Elliot Daly tackles Keith Earls during England's win over Ireland

Credit: Getty Images

‘Infectious’ was the buzzword around Twickenham on Saturday night – and it had nothing to do with Covid-19 transmission rate. Instead it was all to do with England’s suffocating defence which broke Ireland’s spirit and a fair few bodies along the way.

Collectively, England made 246 tackles against Ireland, missing just nine. Among the starting pack, no one made fewer than 16 tackles and of all the English forwards Joe Launchbury missed just a solitary tackle when Jamison Gibson-Park slipped through his grasp at the end of the first half. Ireland did not generate a single ruck speed of under three seconds.

Yet the statistics only illustrate part of the story. What they cannot demonstrate was how the England’s intensity did not diminish for a single minute. Of how full back Elliot Daly printed 40 metres to smash Keith Earls on a 75th-minute restart. Or the riotous celebrations from Maro Itoje’s snaky hips to an Ellis Genge roar that carried all the way to Richmond that accompanied every turnover. 

“If you can weather the most a team has to throw at you and if you can get the ball back in what could be a really good attacking opportunity for them then it is as good a result as scoring,” said Sam Underhill, the flanker who set the tone for most the afternoon. “I think individual efforts help to inspire and help to motivate and give energy to the lads. Ultimately it is a collective energy and it has to be infectious.”

Yesterday’s try was no fluke ⚡ We spoke to @J0nnyMay in 2018 about his relentless need for speed and his daily habits in pursuit of excellence 👇 pic.twitter.com/2rNp9RPugS

— England Rugby (@EnglandRugby) November 22, 2020

Itoje was also at the vanguard of England’s resistance and seemed to make it his mission to make James Ryan’s afternoon a living hell whether pinching his lineouts or smashing him back in the tackle time after time. Billy Vunipola and Tom Curry also got the better of their opposite numbers and Lions rivals. 

Yet as prop Kyle Sinckler was keen to point out it was not just a pack effort. “It’s all well and good saying stuff, it’s all about the action,” Sinckler said. “Today you saw from 1-23 everyone really putting their body on the line. I even saw (replacement scrum half) Dan Robson trying to get in amongst it. I had a little chuckle to myself. He tried to tackle James Ryan up top and he got sat down! The intent was there.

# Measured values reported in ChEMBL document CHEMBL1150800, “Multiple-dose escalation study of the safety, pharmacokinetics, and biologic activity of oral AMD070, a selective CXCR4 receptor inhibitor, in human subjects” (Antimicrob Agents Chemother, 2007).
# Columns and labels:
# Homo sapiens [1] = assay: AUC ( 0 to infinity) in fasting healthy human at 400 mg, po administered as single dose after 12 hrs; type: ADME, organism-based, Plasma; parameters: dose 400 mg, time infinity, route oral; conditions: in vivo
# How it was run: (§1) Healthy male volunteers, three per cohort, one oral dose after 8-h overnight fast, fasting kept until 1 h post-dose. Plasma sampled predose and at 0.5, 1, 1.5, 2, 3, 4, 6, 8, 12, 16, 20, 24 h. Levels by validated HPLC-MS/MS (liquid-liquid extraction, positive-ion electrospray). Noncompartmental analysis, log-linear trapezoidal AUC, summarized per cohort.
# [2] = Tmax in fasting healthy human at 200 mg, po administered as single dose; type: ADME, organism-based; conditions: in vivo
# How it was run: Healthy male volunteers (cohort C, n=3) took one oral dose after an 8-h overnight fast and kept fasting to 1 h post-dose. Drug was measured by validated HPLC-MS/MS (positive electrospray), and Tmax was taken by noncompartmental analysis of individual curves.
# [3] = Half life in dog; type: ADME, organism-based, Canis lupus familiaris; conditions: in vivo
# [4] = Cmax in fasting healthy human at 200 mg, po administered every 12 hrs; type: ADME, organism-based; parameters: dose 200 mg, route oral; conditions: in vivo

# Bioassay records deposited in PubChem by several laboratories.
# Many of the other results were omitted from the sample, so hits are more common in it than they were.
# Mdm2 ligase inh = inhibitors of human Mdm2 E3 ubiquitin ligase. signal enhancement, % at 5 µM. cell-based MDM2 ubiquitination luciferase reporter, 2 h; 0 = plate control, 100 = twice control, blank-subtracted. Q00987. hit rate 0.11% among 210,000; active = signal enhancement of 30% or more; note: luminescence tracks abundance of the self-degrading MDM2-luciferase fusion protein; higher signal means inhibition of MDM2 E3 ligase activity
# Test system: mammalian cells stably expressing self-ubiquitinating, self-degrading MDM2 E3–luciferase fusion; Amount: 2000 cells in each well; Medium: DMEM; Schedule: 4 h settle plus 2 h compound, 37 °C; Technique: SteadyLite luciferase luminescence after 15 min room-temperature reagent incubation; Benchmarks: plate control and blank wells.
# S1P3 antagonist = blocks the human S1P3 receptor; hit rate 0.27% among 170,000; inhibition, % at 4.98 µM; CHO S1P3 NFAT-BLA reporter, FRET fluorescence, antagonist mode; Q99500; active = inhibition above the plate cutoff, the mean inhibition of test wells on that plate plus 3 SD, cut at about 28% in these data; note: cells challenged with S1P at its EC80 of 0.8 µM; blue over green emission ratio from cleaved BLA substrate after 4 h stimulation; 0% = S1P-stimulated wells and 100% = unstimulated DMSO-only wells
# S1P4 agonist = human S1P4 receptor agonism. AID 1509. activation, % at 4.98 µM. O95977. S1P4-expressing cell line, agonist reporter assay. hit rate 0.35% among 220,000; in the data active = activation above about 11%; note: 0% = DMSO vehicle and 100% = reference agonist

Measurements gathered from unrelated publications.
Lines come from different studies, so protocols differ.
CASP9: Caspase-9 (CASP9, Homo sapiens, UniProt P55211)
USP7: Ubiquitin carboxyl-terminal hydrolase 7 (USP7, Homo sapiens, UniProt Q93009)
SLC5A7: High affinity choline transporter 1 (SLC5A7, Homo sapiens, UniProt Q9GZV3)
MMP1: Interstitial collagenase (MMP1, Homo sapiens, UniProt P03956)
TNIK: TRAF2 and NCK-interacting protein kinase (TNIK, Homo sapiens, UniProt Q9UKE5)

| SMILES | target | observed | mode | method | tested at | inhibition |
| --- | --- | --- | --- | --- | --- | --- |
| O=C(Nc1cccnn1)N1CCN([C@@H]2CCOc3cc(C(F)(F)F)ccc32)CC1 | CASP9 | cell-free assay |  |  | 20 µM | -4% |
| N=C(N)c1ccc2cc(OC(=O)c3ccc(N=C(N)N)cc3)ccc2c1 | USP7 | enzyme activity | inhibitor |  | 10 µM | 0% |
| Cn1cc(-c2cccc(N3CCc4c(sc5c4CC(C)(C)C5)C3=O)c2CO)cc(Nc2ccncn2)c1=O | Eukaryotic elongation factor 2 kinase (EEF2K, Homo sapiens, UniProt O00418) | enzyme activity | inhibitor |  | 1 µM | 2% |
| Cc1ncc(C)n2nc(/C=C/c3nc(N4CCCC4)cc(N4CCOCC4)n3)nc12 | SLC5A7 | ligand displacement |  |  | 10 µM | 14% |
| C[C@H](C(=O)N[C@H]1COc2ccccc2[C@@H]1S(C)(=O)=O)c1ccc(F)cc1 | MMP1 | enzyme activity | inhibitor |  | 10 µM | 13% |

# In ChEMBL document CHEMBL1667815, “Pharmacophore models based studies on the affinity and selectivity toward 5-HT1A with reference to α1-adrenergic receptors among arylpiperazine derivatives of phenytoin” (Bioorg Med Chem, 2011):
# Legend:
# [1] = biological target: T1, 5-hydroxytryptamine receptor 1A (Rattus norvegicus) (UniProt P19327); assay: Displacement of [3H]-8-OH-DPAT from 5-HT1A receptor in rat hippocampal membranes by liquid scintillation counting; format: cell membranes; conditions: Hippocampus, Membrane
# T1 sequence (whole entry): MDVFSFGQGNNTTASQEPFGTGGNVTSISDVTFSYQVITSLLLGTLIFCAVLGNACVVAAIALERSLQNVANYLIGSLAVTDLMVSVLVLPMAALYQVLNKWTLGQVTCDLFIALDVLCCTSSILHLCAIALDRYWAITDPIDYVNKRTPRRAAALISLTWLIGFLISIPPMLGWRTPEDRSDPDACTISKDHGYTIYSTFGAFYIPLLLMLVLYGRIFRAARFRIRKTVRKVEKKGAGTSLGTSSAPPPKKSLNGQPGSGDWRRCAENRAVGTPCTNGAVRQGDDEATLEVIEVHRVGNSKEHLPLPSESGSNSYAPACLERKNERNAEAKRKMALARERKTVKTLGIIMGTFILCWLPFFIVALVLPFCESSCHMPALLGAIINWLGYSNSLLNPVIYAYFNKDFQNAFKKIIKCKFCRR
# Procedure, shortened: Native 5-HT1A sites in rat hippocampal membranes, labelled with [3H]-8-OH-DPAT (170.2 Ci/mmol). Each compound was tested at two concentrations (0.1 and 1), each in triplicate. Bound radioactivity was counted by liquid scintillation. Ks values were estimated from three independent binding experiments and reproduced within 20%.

“It’s just infectious and that is where we want to take our game. One of the pleasing things today was we didn’t wait. We didn’t wait for Billy to make a big carry or Maro to get a big turnover of tackle or Underhill or Curry to get a turnover. It was literally from the minute go, we just wanted it. We were just buzzing to be out there.”

Some teams can suffer an identity crisis after losing a match such as the World Cup final. England have quickly found theirs again within a dominant defence and set piece, which was more or less the Springboks’ winning playbook.

🎥 HIGHLIGHTS | England v Ireland 🤩

Catching up or watching again, you don’t want to miss these! Just ask @J0nnyMay 😉.

Our second Quilter International of 2020. Catch all the @autumnnations action on @primevideosport. #QuilterInternational #ENGvIRE #AutumnNationsCup pic.twitter.com/mlCfzmE2zT

— England Rugby (@EnglandRugby) November 22, 2020

Many teams across different sports have made inverted the traditional axiom that attack is the best form of defence. Tottenham Hotspur head coach Jose Mourinho continues to prosper off the back foot. Just as in the NFL, great defences received their own moniker such as Pittsburgh’s Steel Curtain, Minnesota’s Purple People Eaters and Seattle’s Legion of Boom so one Irish pundit christened England’s defence an “angry brick wall”. 

It was not quite impervious as Billy Burns’ chip for Jacob Stockdale’s try showed. Plenty of limitations also remain for England’s attack which yielded tries for Jonny May off a ‘free play’ from a penalty advantage and a turnover.

However, defence has become England’s defining attribute, which is largely because defence coach John Mitchell handed over the responsibility to the players. “Most of our defence meetings are led by players,” head coach Eddie Jones said. “Almost 100 per cent. They own it and you can see how much enjoyment they get out of it.”

Underhill praised Mitchell’s enthusiasm and emotional intelligence. Mitchell must now be considered the front runner for Lions defence coach. Even if it lacks something in aesthetic quality, Underhill will make no apology for prioritising the ends over the means. “I think we are increasingly seeing the importance of aggressive defences, not just hitting people for the sake of hitting people but putting pressure on teams ultimately to get the ball back.”